The End of Foreclosure Mediation

Delaware County homeowners are going to be greatly impacted by the discontinuance of the Delaware County Common Pleas Court’s Foreclosure Mediation Program.  Effective January 1, 2013, the program will no longer be offered for new foreclosure cases.  Mediation will still be offered for cases filed on or before December 31, 2012.  And cases already referred to mediation will continue until the mediation has concluded.

For nearly four years the Delaware County Common Pleas Court has offered a Foreclosure Mediation Program.  The program was started in response to the Supreme Court of Ohio’s “Save the Dream” initiative.  The goal was to give homeowners an opportunity to try and work things out with the lender.

Under the program homeowners were provided with a packet they could easily fill out to request mediation.  They did not need an attorney to complete the packet.  The Court freely granted requests for mediation.  And there was little to no cost to the homeowner.

Like most imposed mediation programs the success is going to vary.  Homeowner’s still needed to be in a financial position to make payments.  Lenders needed to be willing to try.  And both parties needed to compromise.

With the end of the Foreclosure Mediation Program the foreclosure process will move much faster.  Homeowners will need to act quickly if they wish to remain in their homes.  They will no longer be able to file a quick motion and gain an extra 30 to 60 days in their home.  They will also lose opportunities to investigate modification options that typically came out of the mediation process.  The end of foreclosure mediation in Delaware County will have a big impact on homeowners.

Will I Lose My House if I File Bankruptcy?

This is a common concern for many people who are contemplating whether or not they should file bankruptcy.  The vast majority of people who own a home have one or two and sometimes three mortgages secured by their home.  Because of these mortgages, there is generally little equity or value beyond the amount owed on the mortgage(s).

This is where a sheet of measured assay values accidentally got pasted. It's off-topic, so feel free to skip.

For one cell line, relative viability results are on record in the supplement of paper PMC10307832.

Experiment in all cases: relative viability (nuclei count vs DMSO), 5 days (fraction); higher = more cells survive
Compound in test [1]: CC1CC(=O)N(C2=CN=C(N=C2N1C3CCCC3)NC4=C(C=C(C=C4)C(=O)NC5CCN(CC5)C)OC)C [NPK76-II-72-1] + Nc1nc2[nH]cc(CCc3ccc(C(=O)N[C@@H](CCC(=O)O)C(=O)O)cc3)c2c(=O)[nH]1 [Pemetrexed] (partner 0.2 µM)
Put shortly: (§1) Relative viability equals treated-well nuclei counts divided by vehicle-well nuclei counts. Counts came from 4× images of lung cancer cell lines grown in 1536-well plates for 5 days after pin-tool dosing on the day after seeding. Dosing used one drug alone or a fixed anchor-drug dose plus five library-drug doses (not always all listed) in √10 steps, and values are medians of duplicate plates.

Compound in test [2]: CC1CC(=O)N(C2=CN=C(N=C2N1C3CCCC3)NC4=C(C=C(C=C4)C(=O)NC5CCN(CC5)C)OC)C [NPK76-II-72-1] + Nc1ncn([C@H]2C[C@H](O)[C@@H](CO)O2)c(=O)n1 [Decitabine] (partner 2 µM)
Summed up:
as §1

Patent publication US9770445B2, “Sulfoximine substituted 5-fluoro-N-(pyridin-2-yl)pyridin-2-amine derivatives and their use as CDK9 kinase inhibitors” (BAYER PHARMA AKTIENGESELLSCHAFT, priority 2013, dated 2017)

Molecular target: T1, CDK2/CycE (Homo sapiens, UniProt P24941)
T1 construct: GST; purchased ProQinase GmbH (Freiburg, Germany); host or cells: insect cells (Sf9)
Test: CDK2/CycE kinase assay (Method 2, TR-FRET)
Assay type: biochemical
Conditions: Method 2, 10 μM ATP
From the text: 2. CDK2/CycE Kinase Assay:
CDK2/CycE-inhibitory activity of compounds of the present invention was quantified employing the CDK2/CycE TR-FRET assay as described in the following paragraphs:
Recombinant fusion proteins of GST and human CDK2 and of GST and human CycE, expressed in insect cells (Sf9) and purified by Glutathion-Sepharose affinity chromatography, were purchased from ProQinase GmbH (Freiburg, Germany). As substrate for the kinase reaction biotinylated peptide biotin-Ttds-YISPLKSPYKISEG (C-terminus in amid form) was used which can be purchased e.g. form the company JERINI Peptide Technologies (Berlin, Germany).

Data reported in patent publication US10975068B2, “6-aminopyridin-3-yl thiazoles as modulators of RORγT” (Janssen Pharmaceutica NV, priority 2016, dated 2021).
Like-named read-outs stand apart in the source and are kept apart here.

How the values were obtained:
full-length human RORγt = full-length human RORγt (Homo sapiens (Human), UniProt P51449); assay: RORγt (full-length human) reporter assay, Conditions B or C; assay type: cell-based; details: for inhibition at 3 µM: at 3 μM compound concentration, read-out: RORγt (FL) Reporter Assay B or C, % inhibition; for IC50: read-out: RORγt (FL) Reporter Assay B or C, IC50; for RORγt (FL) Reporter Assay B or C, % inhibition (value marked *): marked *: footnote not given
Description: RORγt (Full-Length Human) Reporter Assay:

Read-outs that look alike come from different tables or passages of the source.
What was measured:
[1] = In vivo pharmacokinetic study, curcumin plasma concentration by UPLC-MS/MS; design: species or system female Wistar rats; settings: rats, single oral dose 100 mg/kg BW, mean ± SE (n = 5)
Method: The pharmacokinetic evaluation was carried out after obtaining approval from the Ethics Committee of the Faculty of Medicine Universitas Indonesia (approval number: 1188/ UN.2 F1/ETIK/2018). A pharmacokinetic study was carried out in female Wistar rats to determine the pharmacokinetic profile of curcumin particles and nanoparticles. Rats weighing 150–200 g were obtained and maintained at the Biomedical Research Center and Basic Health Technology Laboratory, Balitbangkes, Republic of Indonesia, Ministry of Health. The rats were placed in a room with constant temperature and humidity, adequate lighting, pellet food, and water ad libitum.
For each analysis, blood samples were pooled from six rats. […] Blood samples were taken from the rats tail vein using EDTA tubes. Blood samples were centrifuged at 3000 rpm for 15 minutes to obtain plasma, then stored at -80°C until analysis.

Chapter 13 bankruptcy is available to most people who have a steady stream of income.  One of the goals of Chapter 13 is to allow people to keep their property while they pay some money back on the debts they owe.  So no you will not lose your house if you  file Ch 13 as long as you have sufficient income to meet your basic living expenses and can still afford to make the mortgage payments.

If Chapter 7 bankruptcy is the option you prefer, you will generally not lose your house as long as you are current on the payments, and your income is enough to allow you to continue making the mortgage payments and cover your basic living expenses.  In Ohio you also have exemptions of approximately $20,000.00 (single) and $40.000.00 (married) that allow you to claim as exempt against any equity you have in your residence.  So unless your house is will sell for an amount far exceeding the amount you owe on it, and you can continue to make the mortgage payments, you should not lose you house if you file Ch 7 bankruptcy.

But what about the Trustee, can’t he/she take my house anyway?  The trustee works for your creditors.  The Chapter 7 trustee’s job is to find assets he/she can turn into cash to pay to your creditors.  In order for the trustee to benefit from taking your house he has to be able to sell it for a profit after he pays the mortgage(s), taxes, and you for your exemption amount.  Typically you will not lose your house because the trustee will not profit from selling your house.

Please contact me at 740-369-6812 to discuss your situation and answer any further questions.